The General Electric Company agreed this week to pay $2.7 million to resolve U.S. Treasury Department allegations that the company violated U.S. sanctions regulations regarding Cuba.
Three current and former GE subsidiaries accepted a total of 289 payments between December 2010 and February 2014 from The Cobalt Refinery Company (Cobalt) for goods and services provided to a Canadian customer of GE, according to a notice posted to the website of the Treasury’s Office of Foreign Assets Control (OFAC).
“This enforcement action highlights the sanctions risks to U.S. companies and their foreign subsidiaries associated with (i) accepting payments from third parties and (ii) conducting transactions in foreign currency or at a foreign financial institution,” the OFAC notice said.
GE didn’t appear to have a comment posted on its website. But a company spokeswoman told The Wall Street Journal that the Canadian customer was Sherritt International Corp. and GE terminated the relationship. GE voluntarily self-disclosed the violations and the Treasury deemed the case non-egregious, according to the OFAC notice.
Cobalt, a Fort Saskatchewan, Alberta, Canada-based joint venture between Sherritt and Cuba’s state-owned nickel company, has been sanctioned since 1995. Each side holds a 50-percent stake in the joint venture, which mines, processes and refines nickel and cobalt for sale worldwide except the U.S., according to a 2018 annual report from Sherritt.
David Pathe, the president and chief executive of Sherritt, said in a July 31 statement that the company remains “steadfast in our resolve to continue to work with our Cuban partners” despite volatile commodity prices and increasing U.S. sanctions on Cuba. Sherritt didn’t appear to have a comment on its website about the settlement between the Treasury and GE.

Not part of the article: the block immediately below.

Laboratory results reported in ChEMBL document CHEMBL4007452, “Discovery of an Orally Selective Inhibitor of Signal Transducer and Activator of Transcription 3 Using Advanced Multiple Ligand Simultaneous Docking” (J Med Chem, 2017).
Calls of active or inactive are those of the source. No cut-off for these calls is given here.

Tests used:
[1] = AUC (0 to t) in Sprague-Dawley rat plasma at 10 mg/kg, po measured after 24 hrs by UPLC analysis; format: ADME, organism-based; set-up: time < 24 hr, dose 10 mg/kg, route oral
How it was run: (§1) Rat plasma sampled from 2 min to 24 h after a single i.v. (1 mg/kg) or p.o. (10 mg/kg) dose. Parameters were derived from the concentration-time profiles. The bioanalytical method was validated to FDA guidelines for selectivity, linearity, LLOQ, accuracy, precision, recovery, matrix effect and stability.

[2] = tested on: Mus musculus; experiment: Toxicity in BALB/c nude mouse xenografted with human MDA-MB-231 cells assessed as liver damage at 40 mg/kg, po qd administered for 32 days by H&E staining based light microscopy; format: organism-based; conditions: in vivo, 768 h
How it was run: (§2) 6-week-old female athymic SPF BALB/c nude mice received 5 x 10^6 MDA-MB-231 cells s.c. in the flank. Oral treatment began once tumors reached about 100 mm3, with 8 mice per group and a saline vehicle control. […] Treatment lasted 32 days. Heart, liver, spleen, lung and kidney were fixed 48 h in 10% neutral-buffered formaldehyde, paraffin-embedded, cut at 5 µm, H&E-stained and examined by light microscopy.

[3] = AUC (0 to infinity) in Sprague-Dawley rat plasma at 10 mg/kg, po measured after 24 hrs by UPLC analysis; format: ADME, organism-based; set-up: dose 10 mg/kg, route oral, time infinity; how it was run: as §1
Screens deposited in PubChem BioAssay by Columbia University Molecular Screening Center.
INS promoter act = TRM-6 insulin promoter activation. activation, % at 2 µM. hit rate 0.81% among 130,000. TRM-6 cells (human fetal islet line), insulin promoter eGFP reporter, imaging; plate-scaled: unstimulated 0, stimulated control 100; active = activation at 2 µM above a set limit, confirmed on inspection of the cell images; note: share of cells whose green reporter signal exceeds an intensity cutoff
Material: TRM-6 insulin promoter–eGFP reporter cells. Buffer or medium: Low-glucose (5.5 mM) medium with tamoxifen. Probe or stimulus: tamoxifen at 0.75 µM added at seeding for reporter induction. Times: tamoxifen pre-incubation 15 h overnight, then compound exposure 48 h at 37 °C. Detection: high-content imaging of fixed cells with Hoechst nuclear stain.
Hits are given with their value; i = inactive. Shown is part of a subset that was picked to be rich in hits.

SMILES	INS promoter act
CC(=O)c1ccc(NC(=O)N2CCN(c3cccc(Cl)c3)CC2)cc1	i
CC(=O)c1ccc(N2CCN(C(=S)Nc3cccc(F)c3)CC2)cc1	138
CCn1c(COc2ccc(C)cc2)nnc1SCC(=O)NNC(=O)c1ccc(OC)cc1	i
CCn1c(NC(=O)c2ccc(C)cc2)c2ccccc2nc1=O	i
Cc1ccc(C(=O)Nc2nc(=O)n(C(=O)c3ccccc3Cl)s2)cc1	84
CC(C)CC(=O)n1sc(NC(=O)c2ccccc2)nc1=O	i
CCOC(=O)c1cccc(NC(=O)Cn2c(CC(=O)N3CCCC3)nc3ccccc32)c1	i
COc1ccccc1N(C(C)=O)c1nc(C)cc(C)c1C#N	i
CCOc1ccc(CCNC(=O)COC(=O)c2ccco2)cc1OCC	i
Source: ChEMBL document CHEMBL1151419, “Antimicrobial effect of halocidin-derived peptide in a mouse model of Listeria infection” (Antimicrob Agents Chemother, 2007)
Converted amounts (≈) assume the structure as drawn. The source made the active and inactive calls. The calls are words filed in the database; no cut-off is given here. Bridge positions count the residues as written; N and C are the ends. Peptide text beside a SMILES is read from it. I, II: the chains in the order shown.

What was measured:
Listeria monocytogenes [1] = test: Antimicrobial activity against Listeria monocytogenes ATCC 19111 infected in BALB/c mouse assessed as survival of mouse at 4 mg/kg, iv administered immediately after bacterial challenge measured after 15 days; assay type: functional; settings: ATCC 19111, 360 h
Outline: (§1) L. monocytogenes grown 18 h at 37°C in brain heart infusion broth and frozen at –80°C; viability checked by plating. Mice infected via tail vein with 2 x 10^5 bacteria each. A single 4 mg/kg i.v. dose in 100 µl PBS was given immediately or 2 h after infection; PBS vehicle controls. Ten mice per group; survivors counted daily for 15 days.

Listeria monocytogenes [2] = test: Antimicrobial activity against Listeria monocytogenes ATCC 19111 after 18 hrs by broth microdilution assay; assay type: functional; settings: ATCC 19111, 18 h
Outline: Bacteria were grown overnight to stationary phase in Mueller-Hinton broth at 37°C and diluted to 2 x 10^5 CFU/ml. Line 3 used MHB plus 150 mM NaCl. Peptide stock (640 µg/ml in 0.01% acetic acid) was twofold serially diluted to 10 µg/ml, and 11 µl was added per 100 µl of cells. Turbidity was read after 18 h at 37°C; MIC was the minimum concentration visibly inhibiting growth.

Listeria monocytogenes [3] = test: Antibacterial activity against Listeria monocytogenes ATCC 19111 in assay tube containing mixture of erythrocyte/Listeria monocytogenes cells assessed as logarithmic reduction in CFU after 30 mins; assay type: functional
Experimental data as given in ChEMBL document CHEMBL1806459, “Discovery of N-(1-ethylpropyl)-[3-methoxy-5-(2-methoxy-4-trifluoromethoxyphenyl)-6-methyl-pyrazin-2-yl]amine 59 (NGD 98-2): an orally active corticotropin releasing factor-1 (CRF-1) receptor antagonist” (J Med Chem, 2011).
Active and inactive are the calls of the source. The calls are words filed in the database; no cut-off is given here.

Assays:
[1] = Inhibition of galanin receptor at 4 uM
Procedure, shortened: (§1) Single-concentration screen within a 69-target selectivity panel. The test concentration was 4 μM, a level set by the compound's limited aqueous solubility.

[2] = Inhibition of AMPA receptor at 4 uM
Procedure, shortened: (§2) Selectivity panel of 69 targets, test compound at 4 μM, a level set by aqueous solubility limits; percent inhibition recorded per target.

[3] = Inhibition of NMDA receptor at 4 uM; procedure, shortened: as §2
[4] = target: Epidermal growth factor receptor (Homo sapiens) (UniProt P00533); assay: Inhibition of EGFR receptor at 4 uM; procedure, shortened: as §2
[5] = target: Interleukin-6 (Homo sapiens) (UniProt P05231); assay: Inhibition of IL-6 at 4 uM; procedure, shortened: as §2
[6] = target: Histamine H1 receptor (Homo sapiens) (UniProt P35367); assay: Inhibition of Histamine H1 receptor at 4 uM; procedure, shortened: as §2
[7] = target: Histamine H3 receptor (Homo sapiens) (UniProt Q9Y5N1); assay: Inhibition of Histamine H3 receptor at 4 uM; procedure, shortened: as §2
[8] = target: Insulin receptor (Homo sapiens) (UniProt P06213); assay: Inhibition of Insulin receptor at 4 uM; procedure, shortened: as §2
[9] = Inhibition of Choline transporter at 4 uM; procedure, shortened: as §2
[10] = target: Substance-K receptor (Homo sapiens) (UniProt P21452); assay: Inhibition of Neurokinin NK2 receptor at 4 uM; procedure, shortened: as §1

GE Working Capital Solutions discovered in February 2014 that subsidiaries had received numerous payments directly from Cobalt for invoices issued to the Canadian customer, the OFAC notice said. Though the subsidiaries had negotiated and entered into contracts with Sherritt, Cobalt paid GE directly for the goods and services in nearly two thirds of the transactions, according to the OFAC notice. The subsidiaries deposited the payments, which were checks that contained Cobalt’s full name, into GE’s account at a Canadian bank; GE’s sanctions screening software only screened against an abbreviation of Cobalt’s name, the notice said.
The payments totaled about $8 million, OFAC said. The GE subsidiaries maintained — and renewed on at least 18 occasions since at least 1996 — a customer relationship with the Canadian customer “despite the obvious sanctions risk,” according to the OFAC notice.
“This action demonstrates the importance of conducting appropriate due diligence on customers and other counter-parties when initiating and renewing customer relationships. Ongoing compliance measures should be taken throughout the life of commercial relationships,” OFAC said.